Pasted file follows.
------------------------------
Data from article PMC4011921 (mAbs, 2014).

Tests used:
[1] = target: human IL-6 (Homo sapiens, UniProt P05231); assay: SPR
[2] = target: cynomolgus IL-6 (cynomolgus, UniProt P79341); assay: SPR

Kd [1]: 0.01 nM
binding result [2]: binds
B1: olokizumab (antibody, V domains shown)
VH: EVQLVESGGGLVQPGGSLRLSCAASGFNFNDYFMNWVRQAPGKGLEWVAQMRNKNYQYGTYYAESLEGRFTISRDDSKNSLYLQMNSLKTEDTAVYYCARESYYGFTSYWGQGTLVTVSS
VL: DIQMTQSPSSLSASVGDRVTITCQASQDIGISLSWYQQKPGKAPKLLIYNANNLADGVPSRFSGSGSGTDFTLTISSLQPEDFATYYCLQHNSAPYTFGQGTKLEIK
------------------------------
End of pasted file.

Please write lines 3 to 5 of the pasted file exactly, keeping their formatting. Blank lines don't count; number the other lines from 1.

[1] = target: human IL-6 (Homo sapiens, UniProt P05231); assay: SPR
[2] = target: cynomolgus IL-6 (cynomolgus, UniProt P79341); assay: SPR

Kd [1]: 0.01 nM